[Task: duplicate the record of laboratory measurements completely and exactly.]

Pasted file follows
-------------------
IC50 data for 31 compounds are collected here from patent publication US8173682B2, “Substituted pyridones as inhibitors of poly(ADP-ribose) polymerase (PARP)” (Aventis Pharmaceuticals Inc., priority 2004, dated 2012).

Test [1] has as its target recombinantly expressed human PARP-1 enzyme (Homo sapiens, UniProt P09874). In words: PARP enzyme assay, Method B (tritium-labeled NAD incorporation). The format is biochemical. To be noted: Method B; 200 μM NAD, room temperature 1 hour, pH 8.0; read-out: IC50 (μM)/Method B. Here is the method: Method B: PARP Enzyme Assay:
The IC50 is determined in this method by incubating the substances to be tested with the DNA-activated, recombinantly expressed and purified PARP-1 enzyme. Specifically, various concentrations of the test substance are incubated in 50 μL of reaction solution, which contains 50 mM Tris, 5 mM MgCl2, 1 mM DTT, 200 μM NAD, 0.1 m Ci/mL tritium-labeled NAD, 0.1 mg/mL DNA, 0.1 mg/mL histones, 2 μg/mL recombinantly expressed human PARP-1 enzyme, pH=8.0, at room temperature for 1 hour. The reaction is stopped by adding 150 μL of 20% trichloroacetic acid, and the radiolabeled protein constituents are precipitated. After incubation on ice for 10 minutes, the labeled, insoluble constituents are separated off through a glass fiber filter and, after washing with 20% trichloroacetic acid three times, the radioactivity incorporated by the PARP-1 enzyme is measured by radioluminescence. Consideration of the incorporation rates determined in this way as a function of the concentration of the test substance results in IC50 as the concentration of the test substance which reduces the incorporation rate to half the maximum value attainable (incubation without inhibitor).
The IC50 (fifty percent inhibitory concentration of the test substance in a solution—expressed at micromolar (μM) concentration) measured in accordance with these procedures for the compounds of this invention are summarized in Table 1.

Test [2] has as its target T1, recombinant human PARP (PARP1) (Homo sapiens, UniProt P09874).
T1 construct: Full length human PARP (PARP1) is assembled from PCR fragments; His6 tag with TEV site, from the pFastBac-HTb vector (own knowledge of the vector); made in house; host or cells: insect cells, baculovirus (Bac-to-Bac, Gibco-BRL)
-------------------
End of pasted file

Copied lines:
IC50 data for 31 compounds are collected here from patent publication US8173682B2, “Substituted pyridones as inhibitors of poly(ADP-ribose) polymerase (PARP)” (Aventis Pharmaceuticals Inc., priority 2004, dated 2012).

Test [1] has as its target recombinantly expressed human PARP-1 enzyme (Homo sapiens, UniProt P09874). In words: PARP enzyme assay, Method B (tritium-labeled NAD incorporation). The format is biochemical. To be noted: Method B; 200 μM NAD, room temperature 1 hour, pH 8.0; read-out: IC50 (μM)/Method B. Here is the method: Method B: PARP Enzyme Assay:
The IC50 is determined in this method by incubating the substances to be tested with the DNA-activated, recombinantly expressed and purified PARP-1 enzyme. Specifically, various concentrations of the test substance are incubated in 50 μL of reaction solution, which contains 50 mM Tris, 5 mM MgCl2, 1 mM DTT, 200 μM NAD, 0.1 m Ci/mL tritium-labeled NAD, 0.1 mg/mL DNA, 0.1 mg/mL histones, 2 μg/mL recombinantly expressed human PARP-1 enzyme, pH=8.0, at room temperature for 1 hour. The reaction is stopped by adding 150 μL of 20% trichloroacetic acid, and the radiolabeled protein constituents are precipitated. After incubation on ice for 10 minutes, the labeled, insoluble constituents are separated off through a glass fiber filter and, after washing with 20% trichloroacetic acid three times, the radioactivity incorporated by the PARP-1 enzyme is measured by radioluminescence. Consideration of the incorporation rates determined in this way as a function of the concentration of the test substance results in IC50 as the concentration of the test substance which reduces the incorporation rate to half the maximum value attainable (incubation without inhibitor).
The IC50 (fifty percent inhibitory concentration of the test substance in a solution—expressed at micromolar (μM) concentration) measured in accordance with these procedures for the compounds of this invention are summarized in Table 1.

Test [2] has as its target T1, recombinant human PARP (PARP1) (Homo sapiens, UniProt P09874).
T1 construct: Full length human PARP (PARP1) is assembled from PCR fragments; His6 tag with TEV site, from the pFastBac-HTb vector (own knowledge of the vector); made in house; host or cells: insect cells, baculovirus (Bac-to-Bac, Gibco-BRL)